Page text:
Christophe Vallee (Professor)

Action Member

COST Country: 

  • France

Primary Working Group: 


Personal or laboratory research profile:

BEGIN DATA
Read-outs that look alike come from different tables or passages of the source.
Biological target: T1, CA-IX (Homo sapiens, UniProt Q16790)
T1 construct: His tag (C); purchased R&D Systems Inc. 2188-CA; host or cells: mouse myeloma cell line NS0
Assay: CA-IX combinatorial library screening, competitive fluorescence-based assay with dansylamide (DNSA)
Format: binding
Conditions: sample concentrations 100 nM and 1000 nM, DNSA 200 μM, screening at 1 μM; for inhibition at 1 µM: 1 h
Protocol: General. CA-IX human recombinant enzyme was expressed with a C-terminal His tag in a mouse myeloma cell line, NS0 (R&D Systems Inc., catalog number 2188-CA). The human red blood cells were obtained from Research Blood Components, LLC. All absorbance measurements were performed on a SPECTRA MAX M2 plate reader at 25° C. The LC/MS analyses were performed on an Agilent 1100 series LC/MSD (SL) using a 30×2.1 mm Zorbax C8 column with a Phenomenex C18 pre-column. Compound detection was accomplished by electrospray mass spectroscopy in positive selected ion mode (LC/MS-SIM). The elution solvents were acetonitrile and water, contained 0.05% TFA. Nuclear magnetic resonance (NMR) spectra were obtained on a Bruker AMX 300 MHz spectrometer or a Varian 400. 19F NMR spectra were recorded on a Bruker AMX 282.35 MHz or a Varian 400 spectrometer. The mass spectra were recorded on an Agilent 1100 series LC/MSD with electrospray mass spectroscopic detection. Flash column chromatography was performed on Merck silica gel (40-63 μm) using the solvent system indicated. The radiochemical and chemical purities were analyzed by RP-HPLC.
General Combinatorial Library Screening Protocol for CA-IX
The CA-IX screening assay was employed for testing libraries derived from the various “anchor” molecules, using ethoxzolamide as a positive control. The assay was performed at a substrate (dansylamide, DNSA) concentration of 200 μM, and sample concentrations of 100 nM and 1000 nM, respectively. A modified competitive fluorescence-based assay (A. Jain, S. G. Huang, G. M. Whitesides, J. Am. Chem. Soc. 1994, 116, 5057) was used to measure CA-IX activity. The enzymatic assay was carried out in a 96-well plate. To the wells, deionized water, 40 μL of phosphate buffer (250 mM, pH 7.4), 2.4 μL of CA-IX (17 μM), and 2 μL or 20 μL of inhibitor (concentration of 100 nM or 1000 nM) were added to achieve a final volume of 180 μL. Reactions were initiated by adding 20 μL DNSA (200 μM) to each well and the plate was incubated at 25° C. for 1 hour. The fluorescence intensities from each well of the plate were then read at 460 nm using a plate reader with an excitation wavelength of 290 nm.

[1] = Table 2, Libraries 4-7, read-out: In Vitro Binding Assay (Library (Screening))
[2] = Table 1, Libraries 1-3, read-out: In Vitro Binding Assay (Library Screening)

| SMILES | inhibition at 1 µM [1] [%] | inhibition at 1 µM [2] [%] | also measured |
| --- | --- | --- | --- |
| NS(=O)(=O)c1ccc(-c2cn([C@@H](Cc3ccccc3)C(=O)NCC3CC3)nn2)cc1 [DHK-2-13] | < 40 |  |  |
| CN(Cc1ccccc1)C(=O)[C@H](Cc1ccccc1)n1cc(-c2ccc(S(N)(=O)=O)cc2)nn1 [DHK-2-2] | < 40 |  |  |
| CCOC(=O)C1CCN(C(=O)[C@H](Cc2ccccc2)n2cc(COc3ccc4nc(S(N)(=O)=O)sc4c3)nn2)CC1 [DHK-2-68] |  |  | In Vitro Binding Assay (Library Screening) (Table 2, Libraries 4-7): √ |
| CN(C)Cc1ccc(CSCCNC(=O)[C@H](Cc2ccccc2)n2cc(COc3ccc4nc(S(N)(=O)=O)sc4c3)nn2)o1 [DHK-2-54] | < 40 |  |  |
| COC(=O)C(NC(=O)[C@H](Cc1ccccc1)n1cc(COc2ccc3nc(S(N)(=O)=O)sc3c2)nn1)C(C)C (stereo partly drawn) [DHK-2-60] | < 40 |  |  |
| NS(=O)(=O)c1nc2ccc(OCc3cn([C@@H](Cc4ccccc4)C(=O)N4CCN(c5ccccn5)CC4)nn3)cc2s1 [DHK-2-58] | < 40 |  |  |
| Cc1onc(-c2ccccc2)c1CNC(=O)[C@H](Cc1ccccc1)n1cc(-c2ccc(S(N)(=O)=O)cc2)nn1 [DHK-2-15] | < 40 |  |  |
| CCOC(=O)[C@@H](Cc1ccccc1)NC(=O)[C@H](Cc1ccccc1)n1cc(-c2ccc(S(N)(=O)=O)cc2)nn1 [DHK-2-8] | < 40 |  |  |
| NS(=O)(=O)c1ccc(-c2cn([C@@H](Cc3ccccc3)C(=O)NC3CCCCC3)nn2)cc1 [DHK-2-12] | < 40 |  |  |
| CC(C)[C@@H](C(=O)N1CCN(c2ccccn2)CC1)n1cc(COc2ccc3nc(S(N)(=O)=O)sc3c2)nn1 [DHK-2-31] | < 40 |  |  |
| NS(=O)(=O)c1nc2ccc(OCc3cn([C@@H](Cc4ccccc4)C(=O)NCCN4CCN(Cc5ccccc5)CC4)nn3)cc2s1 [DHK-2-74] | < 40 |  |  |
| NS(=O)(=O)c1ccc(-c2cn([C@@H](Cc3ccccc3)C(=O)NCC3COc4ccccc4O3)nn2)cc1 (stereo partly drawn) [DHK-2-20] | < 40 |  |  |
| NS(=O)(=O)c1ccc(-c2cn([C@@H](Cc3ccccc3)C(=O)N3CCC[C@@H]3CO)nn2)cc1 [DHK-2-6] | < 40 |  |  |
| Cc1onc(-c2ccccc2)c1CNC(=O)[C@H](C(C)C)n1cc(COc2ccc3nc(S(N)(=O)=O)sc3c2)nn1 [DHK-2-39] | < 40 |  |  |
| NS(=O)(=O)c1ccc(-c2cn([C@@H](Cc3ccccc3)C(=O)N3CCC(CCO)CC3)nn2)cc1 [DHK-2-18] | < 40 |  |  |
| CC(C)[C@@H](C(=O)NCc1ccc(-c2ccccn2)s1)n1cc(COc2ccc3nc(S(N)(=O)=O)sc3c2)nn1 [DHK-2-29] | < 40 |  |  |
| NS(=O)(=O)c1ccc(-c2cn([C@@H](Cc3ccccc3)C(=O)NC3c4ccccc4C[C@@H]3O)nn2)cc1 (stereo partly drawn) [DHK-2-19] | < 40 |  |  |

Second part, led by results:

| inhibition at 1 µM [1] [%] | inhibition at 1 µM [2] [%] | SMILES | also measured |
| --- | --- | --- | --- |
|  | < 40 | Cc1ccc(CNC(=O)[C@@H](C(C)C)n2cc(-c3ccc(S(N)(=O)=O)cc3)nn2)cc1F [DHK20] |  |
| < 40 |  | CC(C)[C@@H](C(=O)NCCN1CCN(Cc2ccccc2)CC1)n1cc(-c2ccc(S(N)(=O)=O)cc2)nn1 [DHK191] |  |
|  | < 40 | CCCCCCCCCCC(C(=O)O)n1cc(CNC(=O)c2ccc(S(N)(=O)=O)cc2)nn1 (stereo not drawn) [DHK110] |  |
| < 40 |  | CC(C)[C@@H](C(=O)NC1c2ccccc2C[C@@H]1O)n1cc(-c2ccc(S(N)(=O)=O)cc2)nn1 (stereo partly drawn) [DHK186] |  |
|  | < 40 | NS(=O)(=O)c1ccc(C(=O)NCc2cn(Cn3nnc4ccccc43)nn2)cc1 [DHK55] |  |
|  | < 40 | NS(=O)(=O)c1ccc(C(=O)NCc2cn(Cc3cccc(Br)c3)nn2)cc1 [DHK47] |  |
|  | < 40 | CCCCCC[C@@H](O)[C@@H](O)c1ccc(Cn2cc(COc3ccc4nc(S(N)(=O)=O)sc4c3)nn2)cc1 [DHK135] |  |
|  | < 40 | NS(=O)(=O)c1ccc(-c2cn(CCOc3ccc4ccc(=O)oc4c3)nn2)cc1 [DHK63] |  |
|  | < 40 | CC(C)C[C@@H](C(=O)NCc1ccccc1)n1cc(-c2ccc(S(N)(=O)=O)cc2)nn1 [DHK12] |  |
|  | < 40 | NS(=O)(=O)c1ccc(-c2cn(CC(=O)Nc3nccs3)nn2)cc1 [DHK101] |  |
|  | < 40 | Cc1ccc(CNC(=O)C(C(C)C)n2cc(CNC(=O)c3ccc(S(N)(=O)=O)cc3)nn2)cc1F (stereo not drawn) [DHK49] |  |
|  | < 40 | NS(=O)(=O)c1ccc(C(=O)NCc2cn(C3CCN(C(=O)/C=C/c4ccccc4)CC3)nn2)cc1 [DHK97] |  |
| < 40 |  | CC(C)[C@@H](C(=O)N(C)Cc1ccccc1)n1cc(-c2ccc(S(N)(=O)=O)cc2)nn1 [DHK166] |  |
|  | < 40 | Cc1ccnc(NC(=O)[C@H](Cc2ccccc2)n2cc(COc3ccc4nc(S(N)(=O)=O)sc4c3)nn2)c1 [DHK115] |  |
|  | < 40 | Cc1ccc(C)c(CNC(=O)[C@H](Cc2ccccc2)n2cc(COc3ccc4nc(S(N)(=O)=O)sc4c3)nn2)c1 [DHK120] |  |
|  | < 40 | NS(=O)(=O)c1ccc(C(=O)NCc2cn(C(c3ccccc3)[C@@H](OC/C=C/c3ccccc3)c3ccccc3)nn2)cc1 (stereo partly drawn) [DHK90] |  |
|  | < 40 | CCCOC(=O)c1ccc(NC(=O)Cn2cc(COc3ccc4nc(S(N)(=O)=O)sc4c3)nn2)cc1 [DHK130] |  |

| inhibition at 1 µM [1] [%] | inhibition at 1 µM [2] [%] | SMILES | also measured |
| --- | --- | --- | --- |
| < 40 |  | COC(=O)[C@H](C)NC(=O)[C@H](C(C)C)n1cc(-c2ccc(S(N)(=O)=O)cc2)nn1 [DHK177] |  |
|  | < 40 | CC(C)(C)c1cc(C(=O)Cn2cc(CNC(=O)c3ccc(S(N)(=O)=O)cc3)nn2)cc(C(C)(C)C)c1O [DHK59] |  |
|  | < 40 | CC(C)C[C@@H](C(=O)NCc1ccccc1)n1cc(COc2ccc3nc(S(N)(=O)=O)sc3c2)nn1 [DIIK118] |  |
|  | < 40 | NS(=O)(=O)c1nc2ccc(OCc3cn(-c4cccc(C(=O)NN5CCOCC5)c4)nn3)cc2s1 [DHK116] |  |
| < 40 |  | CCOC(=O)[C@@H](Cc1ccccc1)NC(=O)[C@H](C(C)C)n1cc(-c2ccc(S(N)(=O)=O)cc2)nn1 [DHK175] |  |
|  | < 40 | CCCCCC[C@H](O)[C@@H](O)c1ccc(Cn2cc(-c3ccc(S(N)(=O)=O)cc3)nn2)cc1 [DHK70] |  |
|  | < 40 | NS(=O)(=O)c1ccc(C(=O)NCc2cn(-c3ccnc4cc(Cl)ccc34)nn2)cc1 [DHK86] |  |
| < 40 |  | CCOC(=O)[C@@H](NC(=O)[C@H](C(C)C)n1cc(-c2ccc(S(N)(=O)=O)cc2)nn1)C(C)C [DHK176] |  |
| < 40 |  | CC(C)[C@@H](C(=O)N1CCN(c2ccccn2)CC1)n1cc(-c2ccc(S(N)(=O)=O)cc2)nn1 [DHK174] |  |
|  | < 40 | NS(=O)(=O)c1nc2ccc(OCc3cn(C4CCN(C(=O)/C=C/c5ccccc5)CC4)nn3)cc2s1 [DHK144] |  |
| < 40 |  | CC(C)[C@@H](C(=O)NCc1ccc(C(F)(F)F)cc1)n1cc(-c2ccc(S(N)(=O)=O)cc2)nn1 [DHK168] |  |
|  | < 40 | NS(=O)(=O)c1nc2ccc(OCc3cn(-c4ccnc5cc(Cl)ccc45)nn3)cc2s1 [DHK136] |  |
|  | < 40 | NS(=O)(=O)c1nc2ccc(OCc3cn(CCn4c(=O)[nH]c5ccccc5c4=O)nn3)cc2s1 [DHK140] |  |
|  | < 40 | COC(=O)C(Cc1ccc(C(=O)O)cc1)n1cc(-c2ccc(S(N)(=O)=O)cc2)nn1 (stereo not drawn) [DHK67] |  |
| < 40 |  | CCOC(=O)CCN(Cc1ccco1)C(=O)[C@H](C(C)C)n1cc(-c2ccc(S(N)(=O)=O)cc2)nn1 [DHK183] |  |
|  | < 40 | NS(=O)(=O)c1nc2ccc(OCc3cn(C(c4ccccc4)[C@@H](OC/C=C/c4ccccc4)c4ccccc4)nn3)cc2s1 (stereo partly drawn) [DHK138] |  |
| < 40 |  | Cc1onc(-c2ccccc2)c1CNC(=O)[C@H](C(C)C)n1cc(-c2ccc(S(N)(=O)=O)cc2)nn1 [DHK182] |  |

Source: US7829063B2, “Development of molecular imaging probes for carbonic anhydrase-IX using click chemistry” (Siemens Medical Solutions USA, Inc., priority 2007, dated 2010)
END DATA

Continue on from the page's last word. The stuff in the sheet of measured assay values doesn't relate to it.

CHRISTOPHE VALLEE received the PhD degree in physics from the University of Nantes, France, in 1999. During its thesis he worked on PECVD of SiO2 materials from organosilicon precursors in helicon plasma reactor.  From 1999 to 2001 he joined as an associate professor the Laboratory for Electrostatics and Dielectric Materials (LEMD) at the Joseph Fourier University where he worked on the deposition and characterization of Diamond-Like Carbon (DLC) materials deposited from a Distributed Electron Cyclotron Resonance plasma reactor and he also developed a Plasma Based Ion Implantation (PBII) process. Since end of 2001 he has been at the Microelectronics Technology Laboratory (LTM) where he obtained in 2010 a full professor position. LTM is located on the Minatec Centre, Grenoble, a major French center for innovation and expertise in micro and nanotechnology. As such, it takes benefit from a world-class environment dedicated to microelectronics and nanotechnologies. Through its position LTM has collaborations with leading semiconductor and equipment manufacturers (ST Microelectronics, Applied Materials…) and participates in several national and European projects. His current research interests focus on the deposition (mainly PECVD and PEALD) and characterization of insulators used in microelectronics, such as high k oxides for integrated MIM capacitors and metal oxides for non-volatile resistive memories (RRAM), GST (GeSbTe) materials for Phase Change Memories, metal gate deposition for CMOS devices, and passivation layers for electronic devices. A large part of this work is made in collaboration with STMicroelectronics and CEA/LETI on 200 mm and 300 mm industrial tools. He is at the head of a joint research laboratory between LTM and STMicroelectronics and he is also at the head of the Material department of Polytech Grenoble (French Engineer School of Grenoble Alpes University).